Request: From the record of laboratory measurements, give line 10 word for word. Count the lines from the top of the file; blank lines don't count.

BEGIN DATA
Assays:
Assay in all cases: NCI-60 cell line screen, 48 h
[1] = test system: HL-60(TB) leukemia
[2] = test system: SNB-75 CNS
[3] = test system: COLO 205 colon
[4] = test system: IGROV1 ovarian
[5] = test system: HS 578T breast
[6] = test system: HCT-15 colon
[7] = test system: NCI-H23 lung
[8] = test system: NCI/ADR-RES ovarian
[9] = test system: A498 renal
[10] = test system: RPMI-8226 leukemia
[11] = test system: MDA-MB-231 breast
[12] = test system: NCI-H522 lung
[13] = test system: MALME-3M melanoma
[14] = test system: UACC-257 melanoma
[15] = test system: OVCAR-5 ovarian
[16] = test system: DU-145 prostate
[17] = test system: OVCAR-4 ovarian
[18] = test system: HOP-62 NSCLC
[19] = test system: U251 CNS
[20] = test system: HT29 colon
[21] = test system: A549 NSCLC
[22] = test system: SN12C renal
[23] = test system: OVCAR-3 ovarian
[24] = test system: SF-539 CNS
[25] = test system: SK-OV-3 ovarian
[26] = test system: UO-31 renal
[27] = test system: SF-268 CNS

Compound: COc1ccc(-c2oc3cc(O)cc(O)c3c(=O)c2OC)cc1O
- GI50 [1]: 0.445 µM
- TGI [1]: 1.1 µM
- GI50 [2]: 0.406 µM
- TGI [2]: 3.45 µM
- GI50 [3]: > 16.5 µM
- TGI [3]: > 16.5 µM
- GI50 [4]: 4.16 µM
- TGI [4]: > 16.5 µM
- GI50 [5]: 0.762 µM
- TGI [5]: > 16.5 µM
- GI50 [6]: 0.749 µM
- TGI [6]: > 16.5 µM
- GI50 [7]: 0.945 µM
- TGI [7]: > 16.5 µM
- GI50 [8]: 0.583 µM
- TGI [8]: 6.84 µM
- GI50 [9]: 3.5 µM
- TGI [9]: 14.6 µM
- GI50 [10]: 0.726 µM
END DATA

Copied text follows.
[8] = test system: NCI/ADR-RES ovarian